The brilliance of Goldberg’s tale in Tom’s approach to the difficulties that arise, and a writing style that provides vivd detail while keeping everything moving at a compelling pace. Tom doesn’t care about opinion nor playing nice, just about doing his job and sees his exile into the area nicknamed Darwin Gardens as a chance to do police work somewhere where it will matter. The procedural, mystery and relationship elements all rise naturally from the story and characters and blend amazingly well. There are some small conveniences of plot here and there, but generally everything is reasonably character driven and organic.

Overall King City is a captivating, excellent police procedural with a fascinating main character and a tremendous supporting cast.

A Good Start With Little Else

When first read Corsair a few years ago, I thought I was reading the first of a short story series called Outer Pendulum. Corsair is a good little tale of a starship captain leading a fleet to protect a valuable freighter from the pirate who killed his wife. It has a lot of detail packed in a short length, and while some events and background could have used more explanation there’s a nice, character driven core plot to latch onto that unfolds well and tells what seems like a complete story. There was room for expansion, but Corsair had a beginning, middle, and end.

Now that I’ve finally gone back to read the other “short stories” in the series, I realize Outer Pendulum was actually supposed to be a “serialized novel,” not a series of short stories, and Corsair was actually its the prologue. Why does this matter to the point of so much explanation from me? Because Parts 2 and 3 are clearly chapters, and feel like it, rather than connected yet stand alone stories that can/should be sold individually. I highly enjoy series of connected stories. Buying a novel chapter by chapter on the other hand is not something I ever intend(ed) to do knowingly.

Part 2 took a different direction, featuring a reveal that took a lot of the impact and intrigue out of what happened in the first book, introducing new concepts and explaining them even less than Corsair did, and drastically reducing the scale of the story and subsequently making things less interesting. And it thoroughly felt like a chapter, with events happening but no complete arc and a huge cliffhanger for an “ending.”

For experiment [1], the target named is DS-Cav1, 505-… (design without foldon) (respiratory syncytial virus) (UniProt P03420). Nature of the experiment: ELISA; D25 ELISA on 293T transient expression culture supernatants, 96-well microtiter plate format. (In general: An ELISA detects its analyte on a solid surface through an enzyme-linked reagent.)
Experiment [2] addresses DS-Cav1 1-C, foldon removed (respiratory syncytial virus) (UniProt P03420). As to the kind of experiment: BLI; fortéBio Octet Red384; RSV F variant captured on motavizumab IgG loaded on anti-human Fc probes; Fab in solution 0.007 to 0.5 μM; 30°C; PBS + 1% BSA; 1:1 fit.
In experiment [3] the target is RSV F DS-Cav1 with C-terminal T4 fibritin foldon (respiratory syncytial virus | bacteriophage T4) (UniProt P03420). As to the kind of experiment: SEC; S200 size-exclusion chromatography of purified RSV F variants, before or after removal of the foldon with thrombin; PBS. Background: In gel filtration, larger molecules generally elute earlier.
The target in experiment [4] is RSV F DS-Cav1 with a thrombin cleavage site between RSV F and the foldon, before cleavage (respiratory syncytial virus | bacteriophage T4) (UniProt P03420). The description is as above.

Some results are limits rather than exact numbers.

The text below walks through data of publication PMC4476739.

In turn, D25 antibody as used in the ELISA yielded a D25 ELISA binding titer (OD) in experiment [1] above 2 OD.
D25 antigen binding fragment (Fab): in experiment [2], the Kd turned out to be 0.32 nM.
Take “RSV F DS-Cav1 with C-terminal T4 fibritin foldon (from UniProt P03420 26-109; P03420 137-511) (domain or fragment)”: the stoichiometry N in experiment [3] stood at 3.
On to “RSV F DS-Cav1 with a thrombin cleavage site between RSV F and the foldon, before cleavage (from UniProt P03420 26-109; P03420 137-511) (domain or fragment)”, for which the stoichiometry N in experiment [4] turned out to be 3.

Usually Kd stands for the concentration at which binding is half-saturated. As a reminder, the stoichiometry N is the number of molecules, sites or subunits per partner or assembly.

Once I read Letter of Marque and realized its nature, even more warning bells went off about there only being one more part to read. Sure enough, Pirates of Omega Polaris is another chapter, not a finale, and it seems like the author decided to abandon this concept/book, as nothing further has been published going on five years now. I liked Part 3 better than Part 2 in general and a new character with some potential was introduced, but a lot of the developments felt forced and it was largely set up for a big future confrontation, which as mentioned doesn’t exist.

So this “trilogy” is a huge miss overall for me. Corsair was very engaging and had several great directions it could have been spun out into. Unfortunately the chosen direction wasn’t all that interesting and didn’t capatalize on the momentum, and between the odd structure choice and the series apparently being abandoned Parts 2 and 3 were extremely disappointing. I would still recommend checking Corsair out for a strong (if somewhat cliched) sci-fi short story, but stop there and pretend the “sequels” don’t exist.

Witchcraft Works Volume 1 Review

“Today’s Weather: Mostly clear skies with occasional school buildings.”

Honoka Takamiya is constantly just outside the sphere of influence of Ayaka Kagari, the class “Princess.” However after having his world turned upside down by being attacked by a witch at school, the shocks just keep coming as Ayaka reveals herself to be a witch herself… and his protector.

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Total mixed bag from the get go here. There are interesting aspects, but the lack of explanation of the general situation and why Takamiya is important is already getting old. The over the top school worship of Kagari and the general atmosphere around her is amusing, but Takamiya so in over his head and has so little personality outside of being a target he becomes a cipher. The battles are fine, but Kagari is so powerful there’s little tension or drama. And so on. It’s just continuous sparks of potential almost immediately negated by the execution being all over the place.

 

Witchcraft Works has some potential and this initial volume ends with a particularly intriguing hook, but it’s flaws are rather apparent at this point. I’d be willing to try a little more, but I’m in no rush.